Cheryl Alkon, journalist and D-blogger at Managing the Sweetness Within (pictured right) has written the book that many a would-be-mom with diabetes has been waiting for: an ‘insider’s guide’ to having a baby with this illness. Titled Balancing Pregnancy with Pre-existing Diabetes, it covers the whole pregnancy experience, from the months before you begin trying for a baby, through conception, all three trimesters, labor and postpartum.
Having already had my three wonderful babies before my diagnosis (and not planning to make anymore), I decided this book review was best left to someone personally effected. Therefore, please enjoy today’s review/interview from my advocate friend and intermittent correspondent, Allison Blass.
A Guest Report by Allison Blass
Now that I am in my mid-20s, I’ve become more and more aware of starting a family. Making sure I have a good job, living in a good neighborhood, paying attention to what people say about schools… it’s all very grown-up. But as a type 1 diabetic, having children has an extra layer of complication, and I’m thinking about pregnancy even before I’m engaged. So I was so excited to find out about (and be able to review) Cheryl’s new book.
I found the book informative and thorough, while remaining friendly and easy-to-read. She offers testimonials from dozens of “experts” — type 1 moms who have been there! — including a few D-OC favorites like Kerri Sparling, Michelle Kowalski and Kassie Gregario Palmer (who wrote the book on being a parent with type 1 diabetes). She covers everything from how to find the right doctor to how to get your A1C into Baby Range, all the way to how to put together a birth plan that you’ll be comfortable with. This is definitely a book that I will be reading and re-reading side-by-side with What to Expect When You’re Expecting…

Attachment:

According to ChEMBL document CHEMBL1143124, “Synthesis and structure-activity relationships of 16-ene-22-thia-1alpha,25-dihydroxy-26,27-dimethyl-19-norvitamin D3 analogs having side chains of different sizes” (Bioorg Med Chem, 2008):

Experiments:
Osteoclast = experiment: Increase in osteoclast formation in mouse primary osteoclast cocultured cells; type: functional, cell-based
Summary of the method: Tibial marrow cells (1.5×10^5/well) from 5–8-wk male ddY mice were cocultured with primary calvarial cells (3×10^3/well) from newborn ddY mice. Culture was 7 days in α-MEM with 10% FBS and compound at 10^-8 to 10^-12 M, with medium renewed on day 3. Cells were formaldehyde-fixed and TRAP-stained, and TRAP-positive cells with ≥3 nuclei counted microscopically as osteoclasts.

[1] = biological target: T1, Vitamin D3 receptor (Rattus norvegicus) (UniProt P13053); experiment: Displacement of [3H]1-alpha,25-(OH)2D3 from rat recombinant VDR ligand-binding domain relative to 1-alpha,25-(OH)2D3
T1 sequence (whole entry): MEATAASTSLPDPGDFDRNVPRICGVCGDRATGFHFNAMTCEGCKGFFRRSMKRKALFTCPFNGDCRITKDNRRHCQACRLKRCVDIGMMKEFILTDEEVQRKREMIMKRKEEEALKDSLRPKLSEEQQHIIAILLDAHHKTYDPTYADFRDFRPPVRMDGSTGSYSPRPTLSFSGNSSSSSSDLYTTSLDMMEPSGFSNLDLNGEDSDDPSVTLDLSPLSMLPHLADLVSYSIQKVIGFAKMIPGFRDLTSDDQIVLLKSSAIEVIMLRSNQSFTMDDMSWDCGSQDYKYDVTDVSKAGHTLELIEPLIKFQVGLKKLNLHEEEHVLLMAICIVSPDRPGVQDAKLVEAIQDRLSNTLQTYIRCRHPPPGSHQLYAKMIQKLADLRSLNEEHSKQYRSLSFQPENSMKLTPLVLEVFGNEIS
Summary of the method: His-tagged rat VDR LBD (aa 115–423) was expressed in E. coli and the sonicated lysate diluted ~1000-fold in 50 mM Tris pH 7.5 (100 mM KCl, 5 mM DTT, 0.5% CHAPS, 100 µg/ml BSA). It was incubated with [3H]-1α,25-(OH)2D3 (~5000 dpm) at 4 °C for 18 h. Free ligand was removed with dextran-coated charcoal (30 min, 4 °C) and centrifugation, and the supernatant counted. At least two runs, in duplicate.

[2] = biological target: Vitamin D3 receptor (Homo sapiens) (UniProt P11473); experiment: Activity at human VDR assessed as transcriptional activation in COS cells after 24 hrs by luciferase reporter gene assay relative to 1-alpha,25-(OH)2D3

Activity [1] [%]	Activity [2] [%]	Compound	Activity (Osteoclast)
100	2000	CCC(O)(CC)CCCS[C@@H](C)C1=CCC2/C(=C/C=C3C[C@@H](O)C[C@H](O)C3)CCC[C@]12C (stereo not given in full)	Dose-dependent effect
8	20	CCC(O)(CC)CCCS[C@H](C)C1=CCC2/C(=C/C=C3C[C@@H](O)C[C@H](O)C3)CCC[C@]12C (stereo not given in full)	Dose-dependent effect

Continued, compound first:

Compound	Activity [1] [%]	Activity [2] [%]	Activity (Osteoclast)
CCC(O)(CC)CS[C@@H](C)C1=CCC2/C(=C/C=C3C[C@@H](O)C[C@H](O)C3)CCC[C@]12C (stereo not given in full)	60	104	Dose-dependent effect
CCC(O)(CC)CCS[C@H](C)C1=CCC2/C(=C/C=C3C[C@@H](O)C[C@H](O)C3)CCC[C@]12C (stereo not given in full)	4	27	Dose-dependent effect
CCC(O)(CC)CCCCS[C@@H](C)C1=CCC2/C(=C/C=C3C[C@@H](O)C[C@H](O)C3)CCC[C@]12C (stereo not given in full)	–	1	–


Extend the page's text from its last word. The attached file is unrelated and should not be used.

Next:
Cheryl was also kind enough to answer a few questions:
AB) It’s every blogger’s dream to write a book, no? How did you go about getting this book deal?
CA) I began blogging specifically to develop a platform for a potential book on pregnancy and diabetes. I’ve always worked in journalism, and I’d thought about writing books long before I began blogging back in 2005. Around that time, I was newly married, an old lady of 35, and knew that I’d have to work on having kids sooner rather than later because of my age. I soon realized that if I wanted an insider’s guide to diabetes and pregnancy, I would need to write it myself. I figured if I could develop an established readership with a blog about diabetes and pregnancy, I could show that there was a potential audience. This would be a strong selling point for an agent or publisher.
Once the proposal was in top shape, I contacted an editor I knew who worked for a company that published a lot of diabetes titles. He was interested in seeing the proposal, but I didn’t hear back from him after about two months. A friend told me I should consider looking for a literary agent at that point. I got a terrific list of potential agents from Melissa Ford of Stirrup Queens, who was trying to sell her own project. I researched to see if they covered women’s health or diabetes topics, and then sent out about query letters. Many agents, including the editor of the diabetes books who finally got back to me, said it was a great proposal, but that the topic was too small for them to take on. They didn’t think it would sell enough copies to make any money on it. Others were intrigued — I ultimately got to pick my agent from about five who were interested. I picked Molly Lyons at Joelle Delbourgo and Associates because she didn’t want me to significantly change the scope of the book, she seemed genuinely interested in the project, and she had a great reputation.